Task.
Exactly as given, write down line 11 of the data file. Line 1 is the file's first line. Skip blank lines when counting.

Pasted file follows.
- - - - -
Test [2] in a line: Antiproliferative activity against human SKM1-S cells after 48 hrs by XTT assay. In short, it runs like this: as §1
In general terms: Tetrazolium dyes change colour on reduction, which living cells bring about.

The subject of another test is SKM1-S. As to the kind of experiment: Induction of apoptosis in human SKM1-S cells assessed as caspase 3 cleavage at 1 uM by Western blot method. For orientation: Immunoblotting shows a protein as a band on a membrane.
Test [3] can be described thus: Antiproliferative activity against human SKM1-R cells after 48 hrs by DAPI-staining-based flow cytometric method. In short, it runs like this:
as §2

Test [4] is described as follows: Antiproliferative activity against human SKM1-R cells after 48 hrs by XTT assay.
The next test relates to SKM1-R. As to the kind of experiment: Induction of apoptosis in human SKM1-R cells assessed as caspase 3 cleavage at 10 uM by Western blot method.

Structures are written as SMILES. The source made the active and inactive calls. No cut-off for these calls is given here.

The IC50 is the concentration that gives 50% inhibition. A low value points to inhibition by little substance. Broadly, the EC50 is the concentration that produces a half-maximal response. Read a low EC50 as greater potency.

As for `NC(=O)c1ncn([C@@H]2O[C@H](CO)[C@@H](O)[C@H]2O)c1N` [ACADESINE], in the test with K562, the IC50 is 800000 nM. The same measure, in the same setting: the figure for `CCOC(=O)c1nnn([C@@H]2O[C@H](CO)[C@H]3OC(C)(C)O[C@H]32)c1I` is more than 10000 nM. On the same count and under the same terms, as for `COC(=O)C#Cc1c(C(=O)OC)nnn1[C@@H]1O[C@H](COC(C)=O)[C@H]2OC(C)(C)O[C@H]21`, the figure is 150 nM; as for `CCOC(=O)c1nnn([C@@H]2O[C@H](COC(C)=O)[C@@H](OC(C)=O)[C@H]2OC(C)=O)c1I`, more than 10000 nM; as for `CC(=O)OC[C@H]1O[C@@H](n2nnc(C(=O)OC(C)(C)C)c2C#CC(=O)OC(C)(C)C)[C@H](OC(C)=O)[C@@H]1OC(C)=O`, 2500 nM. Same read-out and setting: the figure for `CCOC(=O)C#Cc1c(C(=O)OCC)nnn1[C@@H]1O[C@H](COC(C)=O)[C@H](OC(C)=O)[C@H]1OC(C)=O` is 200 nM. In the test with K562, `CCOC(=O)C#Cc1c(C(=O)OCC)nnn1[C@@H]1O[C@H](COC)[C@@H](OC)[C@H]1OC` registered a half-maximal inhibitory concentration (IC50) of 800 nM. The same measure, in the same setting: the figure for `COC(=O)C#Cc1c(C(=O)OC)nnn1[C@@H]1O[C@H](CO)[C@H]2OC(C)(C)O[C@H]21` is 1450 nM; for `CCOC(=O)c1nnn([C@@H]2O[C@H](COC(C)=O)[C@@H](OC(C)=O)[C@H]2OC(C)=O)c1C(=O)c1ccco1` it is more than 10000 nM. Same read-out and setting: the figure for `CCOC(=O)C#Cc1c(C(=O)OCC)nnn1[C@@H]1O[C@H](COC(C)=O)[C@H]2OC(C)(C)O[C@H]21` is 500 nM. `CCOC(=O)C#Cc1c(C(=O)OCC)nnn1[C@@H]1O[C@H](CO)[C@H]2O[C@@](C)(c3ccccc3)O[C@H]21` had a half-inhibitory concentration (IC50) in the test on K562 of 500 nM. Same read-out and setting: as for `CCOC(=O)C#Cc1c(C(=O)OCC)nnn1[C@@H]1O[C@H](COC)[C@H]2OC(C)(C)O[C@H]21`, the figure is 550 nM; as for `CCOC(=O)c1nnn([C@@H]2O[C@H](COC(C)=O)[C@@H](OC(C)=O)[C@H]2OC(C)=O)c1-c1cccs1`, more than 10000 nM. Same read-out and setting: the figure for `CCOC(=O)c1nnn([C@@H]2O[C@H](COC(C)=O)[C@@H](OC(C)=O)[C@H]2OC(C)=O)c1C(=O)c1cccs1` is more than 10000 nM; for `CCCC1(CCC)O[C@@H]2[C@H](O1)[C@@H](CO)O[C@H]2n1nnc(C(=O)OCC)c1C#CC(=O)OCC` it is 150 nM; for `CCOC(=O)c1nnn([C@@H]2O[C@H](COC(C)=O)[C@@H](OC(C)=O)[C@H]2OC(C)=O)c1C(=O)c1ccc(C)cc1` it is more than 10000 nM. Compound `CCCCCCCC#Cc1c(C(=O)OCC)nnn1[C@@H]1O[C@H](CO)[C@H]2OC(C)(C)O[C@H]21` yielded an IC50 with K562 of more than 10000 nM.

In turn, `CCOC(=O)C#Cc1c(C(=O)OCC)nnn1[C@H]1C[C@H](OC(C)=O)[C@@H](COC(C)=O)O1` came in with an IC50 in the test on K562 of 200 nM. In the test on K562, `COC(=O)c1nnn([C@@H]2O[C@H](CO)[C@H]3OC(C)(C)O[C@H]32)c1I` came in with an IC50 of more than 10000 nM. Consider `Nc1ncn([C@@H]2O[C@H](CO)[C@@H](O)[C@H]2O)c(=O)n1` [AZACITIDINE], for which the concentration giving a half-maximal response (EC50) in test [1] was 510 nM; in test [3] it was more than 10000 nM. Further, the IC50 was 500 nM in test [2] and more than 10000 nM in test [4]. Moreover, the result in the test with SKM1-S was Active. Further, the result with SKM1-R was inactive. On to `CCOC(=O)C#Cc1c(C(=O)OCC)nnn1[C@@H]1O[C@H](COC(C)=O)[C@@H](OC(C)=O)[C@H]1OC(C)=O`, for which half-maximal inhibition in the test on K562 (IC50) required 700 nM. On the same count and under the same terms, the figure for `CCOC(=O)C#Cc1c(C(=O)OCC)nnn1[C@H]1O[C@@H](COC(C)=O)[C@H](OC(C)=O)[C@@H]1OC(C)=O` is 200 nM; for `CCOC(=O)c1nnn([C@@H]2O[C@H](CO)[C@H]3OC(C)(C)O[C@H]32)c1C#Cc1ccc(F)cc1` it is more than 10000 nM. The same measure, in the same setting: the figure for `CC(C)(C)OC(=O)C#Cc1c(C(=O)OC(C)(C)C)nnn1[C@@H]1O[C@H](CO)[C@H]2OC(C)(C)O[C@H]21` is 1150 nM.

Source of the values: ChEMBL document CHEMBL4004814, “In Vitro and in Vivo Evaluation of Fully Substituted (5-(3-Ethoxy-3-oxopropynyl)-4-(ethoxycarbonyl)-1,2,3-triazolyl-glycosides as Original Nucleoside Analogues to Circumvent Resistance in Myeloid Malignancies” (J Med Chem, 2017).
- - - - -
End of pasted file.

In turn, `CCOC(=O)C#Cc1c(C(=O)OCC)nnn1[C@H]1C[C@H](OC(C)=O)[C@@H](COC(C)=O)O1` came in with an IC50 in the test on K562 of 200 nM. In the test on K562, `COC(=O)c1nnn([C@@H]2O[C@H](CO)[C@H]3OC(C)(C)O[C@H]32)c1I` came in with an IC50 of more than 10000 nM. Consider `Nc1ncn([C@@H]2O[C@H](CO)[C@@H](O)[C@H]2O)c(=O)n1` [AZACITIDINE], for which the concentration giving a half-maximal response (EC50) in test [1] was 510 nM; in test [3] it was more than 10000 nM. Further, the IC50 was 500 nM in test [2] and more than 10000 nM in test [4]. Moreover, the result in the test with SKM1-S was Active. Further, the result with SKM1-R was inactive. On to `CCOC(=O)C#Cc1c(C(=O)OCC)nnn1[C@@H]1O[C@H](COC(C)=O)[C@@H](OC(C)=O)[C@H]1OC(C)=O`, for which half-maximal inhibition in the test on K562 (IC50) required 700 nM. On the same count and under the same terms, the figure for `CCOC(=O)C#Cc1c(C(=O)OCC)nnn1[C@H]1O[C@@H](COC(C)=O)[C@H](OC(C)=O)[C@@H]1OC(C)=O` is 200 nM; for `CCOC(=O)c1nnn([C@@H]2O[C@H](CO)[C@H]3OC(C)(C)O[C@H]32)c1C#Cc1ccc(F)cc1` it is more than 10000 nM. The same measure, in the same setting: the figure for `CC(C)(C)OC(=O)C#Cc1c(C(=O)OC(C)(C)C)nnn1[C@@H]1O[C@H](CO)[C@H]2OC(C)(C)O[C@H]21` is 1150 nM.